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I have an application that has an n+1 query problem, but when I implemented a way to load the data eagerly, I found absolutely no performance gain. I do use an identity map, so objects are only created once.

Here's a benchmark of ~3000 objects.

first query + first object creation: 0.00636100769043 sec.
memory usage: 190008 bytes

iterate through all objects (queries + objects creation): 1.98003697395 sec.
memory usage: 7717116 bytes

And here's one when I use eager loading.

query: 0.0881109237671 sec.
memory usage: 6948004 bytes

object creation: 1.91053009033 sec.
memory usage: 12650368 bytes

iterate through all objects: 1.96605396271 sec.
memory usage: 12686836 bytes

So my questions are

  1. Is SQLite just magically lightning fast when it comes to small queries? (I'm used to working with MySQL.)
  2. Does this just seem wrong to anyone? Shouldn't eager loading have given much better performance?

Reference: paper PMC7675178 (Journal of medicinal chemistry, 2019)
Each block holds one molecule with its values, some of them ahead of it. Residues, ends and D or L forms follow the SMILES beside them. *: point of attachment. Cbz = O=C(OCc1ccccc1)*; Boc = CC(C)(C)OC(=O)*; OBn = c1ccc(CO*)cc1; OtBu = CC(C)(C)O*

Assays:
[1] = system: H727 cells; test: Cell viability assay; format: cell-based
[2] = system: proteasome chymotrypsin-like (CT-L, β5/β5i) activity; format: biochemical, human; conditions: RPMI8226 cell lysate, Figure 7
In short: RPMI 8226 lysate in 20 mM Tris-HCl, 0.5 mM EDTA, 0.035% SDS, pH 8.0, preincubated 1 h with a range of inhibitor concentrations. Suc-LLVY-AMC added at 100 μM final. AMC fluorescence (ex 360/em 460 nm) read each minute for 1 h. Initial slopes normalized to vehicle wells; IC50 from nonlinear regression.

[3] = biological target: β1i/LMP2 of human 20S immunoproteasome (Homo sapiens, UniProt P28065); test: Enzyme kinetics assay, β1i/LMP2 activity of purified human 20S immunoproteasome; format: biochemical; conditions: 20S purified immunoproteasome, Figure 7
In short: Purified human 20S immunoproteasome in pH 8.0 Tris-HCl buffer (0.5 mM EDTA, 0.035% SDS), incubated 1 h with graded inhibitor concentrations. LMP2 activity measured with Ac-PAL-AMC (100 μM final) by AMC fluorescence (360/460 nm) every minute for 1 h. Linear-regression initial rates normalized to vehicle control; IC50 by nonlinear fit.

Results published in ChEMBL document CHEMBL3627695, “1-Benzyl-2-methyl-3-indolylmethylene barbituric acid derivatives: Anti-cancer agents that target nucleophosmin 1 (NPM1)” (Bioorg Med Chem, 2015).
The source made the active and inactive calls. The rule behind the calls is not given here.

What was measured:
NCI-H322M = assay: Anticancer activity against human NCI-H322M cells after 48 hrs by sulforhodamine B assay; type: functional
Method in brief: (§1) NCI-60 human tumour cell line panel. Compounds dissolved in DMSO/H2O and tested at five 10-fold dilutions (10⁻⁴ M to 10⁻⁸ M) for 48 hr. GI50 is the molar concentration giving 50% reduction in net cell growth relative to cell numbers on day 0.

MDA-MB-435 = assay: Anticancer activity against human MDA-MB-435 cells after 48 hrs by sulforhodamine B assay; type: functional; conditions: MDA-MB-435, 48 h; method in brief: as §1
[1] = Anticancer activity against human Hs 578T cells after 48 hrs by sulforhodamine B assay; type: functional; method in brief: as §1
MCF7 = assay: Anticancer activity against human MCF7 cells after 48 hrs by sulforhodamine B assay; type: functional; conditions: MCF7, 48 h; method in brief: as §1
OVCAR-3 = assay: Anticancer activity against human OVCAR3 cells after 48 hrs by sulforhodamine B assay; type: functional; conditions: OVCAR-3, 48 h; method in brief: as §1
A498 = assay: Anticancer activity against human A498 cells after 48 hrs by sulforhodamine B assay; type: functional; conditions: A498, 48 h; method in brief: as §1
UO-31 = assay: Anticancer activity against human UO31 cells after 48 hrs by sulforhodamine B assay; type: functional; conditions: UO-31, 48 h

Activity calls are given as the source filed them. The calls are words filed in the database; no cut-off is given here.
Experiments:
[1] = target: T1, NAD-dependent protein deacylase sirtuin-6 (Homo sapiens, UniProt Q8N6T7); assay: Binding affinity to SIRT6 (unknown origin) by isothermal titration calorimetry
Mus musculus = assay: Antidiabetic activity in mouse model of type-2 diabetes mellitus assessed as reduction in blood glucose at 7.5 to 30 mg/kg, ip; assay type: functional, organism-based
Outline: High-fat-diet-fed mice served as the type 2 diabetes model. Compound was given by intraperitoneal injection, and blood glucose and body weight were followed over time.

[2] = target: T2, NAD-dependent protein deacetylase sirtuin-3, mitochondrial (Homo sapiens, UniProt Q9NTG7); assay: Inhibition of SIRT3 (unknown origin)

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1 Answer 1

Part of your "problem" is SQLITE is lightning fast on small queries!

The other symptom of the "problem" is because SQLITE is embedded code accessing a single local file there is none of the normal overhead of marshalling parameters, sending over the network, opening table space files, marshalling replies etc. that you get with a heavy database.

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Aha! SQLite performing much higher than my expectations. Would it be best to continue using my script executing many queries or should I go ahead and use eager loading? Since they both take near identical times, I'm assuming it doesn't matter. –  Mike Jul 13 '09 at 16:46

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